So this has been the sixth time I moved. There were some special circumstances, like the extreme heat during the actual move (not advised to do these activities when it is 36 degrees), but otherwise it was business as usual.

Phase 1: Fantasies about possible futures

It all starts with a dream. Either out of necessity or free will, you imagine a new future. You will be in a different place, with your own stuff. You look on different websites and imagine your own furniture and books on the shelves.

Anything is possible and you just saturate yourself with looking at as many options as possible. Is it a new apartment in that hip neighborhood which would mean you have to live on bread and water all the time? Taking a peek can never hurt. Is it an attic room shared in a house that already looks quite filthy on the pictures but for a steal? Think how much money you could save and spend on other things that are not rent!

Eventually, you have exhausted all possible living conditions and move on to the next stage.

Phase 2: Concerns about possible futures

It is now becoming real, your deadline when you have to move out is getting closer but you have not found yet. You already think about the insanely early wake up times you will have to commit to if you do not move out. You think about all the parties you will miss because you need to catch the last train.

The truth is that you simply have the same price and quality ratio as pretty much everyone else. And you start to get to the point where everything goes, thus hypothetically perpetuating the problem. I can live on water and bread for 6 months. I can just move somewhere out of the city center, in the nearby village where I am just surrounded by cows. I can handle 15 roommates and some houseparties and alcohol and just go to my parents if I need some quiet.

Luckily, before you actually throw away all your carefully planned budgeting and furniture, the next phase comes along.

Phase 3: Finding the holy grail

There is something like a God! Or rather, that is what you would almost believe once salvation arrives. You win the housing lottery! The people who interviewed different tenants for all the rooms liked you best! You find a beautiful apartment to share with friends!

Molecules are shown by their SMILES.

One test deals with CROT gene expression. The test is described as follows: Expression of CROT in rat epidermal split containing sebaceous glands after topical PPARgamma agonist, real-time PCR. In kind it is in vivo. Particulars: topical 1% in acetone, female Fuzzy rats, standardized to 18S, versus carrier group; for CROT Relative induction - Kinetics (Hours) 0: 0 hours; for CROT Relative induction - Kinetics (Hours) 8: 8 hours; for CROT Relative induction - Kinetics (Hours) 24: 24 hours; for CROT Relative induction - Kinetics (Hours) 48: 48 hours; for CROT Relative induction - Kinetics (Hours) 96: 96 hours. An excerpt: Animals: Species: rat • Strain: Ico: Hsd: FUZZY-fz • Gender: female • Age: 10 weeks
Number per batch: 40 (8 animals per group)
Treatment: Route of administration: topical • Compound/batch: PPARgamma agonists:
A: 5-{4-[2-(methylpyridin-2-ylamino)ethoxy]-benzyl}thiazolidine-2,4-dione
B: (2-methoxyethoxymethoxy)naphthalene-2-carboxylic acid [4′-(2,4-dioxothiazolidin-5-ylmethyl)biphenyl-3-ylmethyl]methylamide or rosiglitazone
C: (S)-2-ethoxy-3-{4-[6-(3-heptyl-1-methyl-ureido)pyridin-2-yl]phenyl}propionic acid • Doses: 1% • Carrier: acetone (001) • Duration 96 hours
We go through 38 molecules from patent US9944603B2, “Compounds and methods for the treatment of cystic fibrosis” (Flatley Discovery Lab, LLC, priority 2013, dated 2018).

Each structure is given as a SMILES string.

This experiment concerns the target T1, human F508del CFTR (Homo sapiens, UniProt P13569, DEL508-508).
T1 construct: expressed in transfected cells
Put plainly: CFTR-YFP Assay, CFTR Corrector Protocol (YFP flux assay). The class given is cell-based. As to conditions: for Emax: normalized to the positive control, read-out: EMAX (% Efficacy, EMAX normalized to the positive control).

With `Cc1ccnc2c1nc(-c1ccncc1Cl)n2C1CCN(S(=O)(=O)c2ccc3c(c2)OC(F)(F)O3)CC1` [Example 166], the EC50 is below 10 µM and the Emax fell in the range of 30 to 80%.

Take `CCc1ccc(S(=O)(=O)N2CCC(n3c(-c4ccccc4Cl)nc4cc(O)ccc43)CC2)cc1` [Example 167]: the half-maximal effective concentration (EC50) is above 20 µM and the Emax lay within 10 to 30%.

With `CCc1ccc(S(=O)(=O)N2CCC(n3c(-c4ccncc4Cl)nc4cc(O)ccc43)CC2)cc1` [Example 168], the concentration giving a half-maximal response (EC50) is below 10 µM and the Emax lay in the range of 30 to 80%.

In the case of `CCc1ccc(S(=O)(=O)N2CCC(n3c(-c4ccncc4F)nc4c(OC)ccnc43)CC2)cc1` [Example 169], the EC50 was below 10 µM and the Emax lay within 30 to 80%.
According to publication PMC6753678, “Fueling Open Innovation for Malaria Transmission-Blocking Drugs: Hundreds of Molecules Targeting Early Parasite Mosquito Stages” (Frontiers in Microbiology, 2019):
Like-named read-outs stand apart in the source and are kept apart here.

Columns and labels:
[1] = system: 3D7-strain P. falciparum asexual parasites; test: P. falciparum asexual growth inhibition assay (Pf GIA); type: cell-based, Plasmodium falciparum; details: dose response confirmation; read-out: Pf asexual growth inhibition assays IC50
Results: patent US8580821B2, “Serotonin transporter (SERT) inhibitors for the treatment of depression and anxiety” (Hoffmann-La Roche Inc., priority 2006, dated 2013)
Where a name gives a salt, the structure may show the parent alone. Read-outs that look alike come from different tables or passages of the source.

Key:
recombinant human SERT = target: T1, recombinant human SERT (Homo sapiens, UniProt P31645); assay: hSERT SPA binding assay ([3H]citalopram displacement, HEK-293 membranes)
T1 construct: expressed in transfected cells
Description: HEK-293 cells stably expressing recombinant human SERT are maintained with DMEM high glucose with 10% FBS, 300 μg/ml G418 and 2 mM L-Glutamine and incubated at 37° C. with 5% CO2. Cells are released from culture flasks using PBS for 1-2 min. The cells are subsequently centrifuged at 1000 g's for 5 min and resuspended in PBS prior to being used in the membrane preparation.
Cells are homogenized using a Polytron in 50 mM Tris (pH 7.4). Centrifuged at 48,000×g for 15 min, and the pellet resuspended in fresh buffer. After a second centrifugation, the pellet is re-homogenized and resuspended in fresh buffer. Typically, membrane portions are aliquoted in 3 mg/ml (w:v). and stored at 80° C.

In any case, you can bask in the glory that your new home is and start planning for the next stage with family and friends.

Phase 4: How much stuff does a human need

You have found the place! Now you need to fill it, with stuff. Of course there are necessary pieces like bed, table, chairs and wardrobe. But why not a designer lamp? Or a red carpet? Or an ergonomic desk chair?

There is a lot of fun in walking around in the IKEA or other furniture stores. How would this desk fit? Oh, that is a nice duvet cover! Wow, that is such a smart way to create more space! Which color would be better for this chair?

It is all good fun until you are about halfway through the shop and suddenly realize how much stuff you have and think you need. Why is that the case?

To be honest, you can shed more stuff once you move more often, but we have not reached the peak yet.

Phase 5: The not-so fun stuff to do

You found your dream home, but the walls are not that white. The window sill is pretty dirty, not to talk about the kitchen. In short, you need to work on that.

Painting is tiring. It is dirty work, although rewarding in the long term. Once that is done, your parents may already be doing another part of the house, whether it is your own or shared. No dirty stove or cupboard is safe from a parent with cleaning supplies.

And suddenly it is done and you can see how all your hard work paid of. Those freshly painted walls, the clean cupboards and new floor. So then the real fun can begin.

Phase 6: Moving all the stuff you thought you needed

This is it. There is a truck, van or trailer ready for you to move your stuff in or out of. Your parents (hopefully) are nice and healthy enough to help you. Some friends may jump in (especially those #gymfriends) and you will probably treat them to dinner or something nice.